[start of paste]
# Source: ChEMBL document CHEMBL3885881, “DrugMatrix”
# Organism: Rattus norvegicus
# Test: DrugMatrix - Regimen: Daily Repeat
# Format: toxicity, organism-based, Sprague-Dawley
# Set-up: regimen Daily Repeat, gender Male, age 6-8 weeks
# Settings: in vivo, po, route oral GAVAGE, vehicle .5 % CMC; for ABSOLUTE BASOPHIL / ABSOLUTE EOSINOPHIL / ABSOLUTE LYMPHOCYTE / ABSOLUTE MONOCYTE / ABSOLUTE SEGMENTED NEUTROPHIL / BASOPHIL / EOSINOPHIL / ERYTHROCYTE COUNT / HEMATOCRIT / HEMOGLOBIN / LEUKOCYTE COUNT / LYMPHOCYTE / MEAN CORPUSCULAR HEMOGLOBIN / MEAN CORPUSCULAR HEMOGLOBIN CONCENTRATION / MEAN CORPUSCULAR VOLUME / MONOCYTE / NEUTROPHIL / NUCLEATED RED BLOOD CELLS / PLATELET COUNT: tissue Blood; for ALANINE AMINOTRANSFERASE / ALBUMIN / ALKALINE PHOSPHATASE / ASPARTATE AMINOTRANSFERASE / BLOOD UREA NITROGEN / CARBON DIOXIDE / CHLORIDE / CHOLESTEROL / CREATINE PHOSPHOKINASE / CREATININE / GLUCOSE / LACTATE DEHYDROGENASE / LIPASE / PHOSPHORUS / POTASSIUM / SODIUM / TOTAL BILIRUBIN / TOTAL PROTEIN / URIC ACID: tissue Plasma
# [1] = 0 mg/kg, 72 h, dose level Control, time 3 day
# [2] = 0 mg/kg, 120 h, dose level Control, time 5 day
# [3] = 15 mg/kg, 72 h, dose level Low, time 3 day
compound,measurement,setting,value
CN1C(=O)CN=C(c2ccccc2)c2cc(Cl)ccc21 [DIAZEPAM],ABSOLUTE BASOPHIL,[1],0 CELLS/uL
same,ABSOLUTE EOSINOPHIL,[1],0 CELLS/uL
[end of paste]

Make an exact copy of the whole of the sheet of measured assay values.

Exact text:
# Source: ChEMBL document CHEMBL3885881, “DrugMatrix”
# Organism: Rattus norvegicus
# Test: DrugMatrix - Regimen: Daily Repeat
# Format: toxicity, organism-based, Sprague-Dawley
# Set-up: regimen Daily Repeat, gender Male, age 6-8 weeks
# Settings: in vivo, po, route oral GAVAGE, vehicle .5 % CMC; for ABSOLUTE BASOPHIL / ABSOLUTE EOSINOPHIL / ABSOLUTE LYMPHOCYTE / ABSOLUTE MONOCYTE / ABSOLUTE SEGMENTED NEUTROPHIL / BASOPHIL / EOSINOPHIL / ERYTHROCYTE COUNT / HEMATOCRIT / HEMOGLOBIN / LEUKOCYTE COUNT / LYMPHOCYTE / MEAN CORPUSCULAR HEMOGLOBIN / MEAN CORPUSCULAR HEMOGLOBIN CONCENTRATION / MEAN CORPUSCULAR VOLUME / MONOCYTE / NEUTROPHIL / NUCLEATED RED BLOOD CELLS / PLATELET COUNT: tissue Blood; for ALANINE AMINOTRANSFERASE / ALBUMIN / ALKALINE PHOSPHATASE / ASPARTATE AMINOTRANSFERASE / BLOOD UREA NITROGEN / CARBON DIOXIDE / CHLORIDE / CHOLESTEROL / CREATINE PHOSPHOKINASE / CREATININE / GLUCOSE / LACTATE DEHYDROGENASE / LIPASE / PHOSPHORUS / POTASSIUM / SODIUM / TOTAL BILIRUBIN / TOTAL PROTEIN / URIC ACID: tissue Plasma
# [1] = 0 mg/kg, 72 h, dose level Control, time 3 day
# [2] = 0 mg/kg, 120 h, dose level Control, time 5 day
# [3] = 15 mg/kg, 72 h, dose level Low, time 3 day
compound,measurement,setting,value
CN1C(=O)CN=C(c2ccccc2)c2cc(Cl)ccc21 [DIAZEPAM],ABSOLUTE BASOPHIL,[1],0 CELLS/uL
same,ABSOLUTE EOSINOPHIL,[1],0 CELLS/uL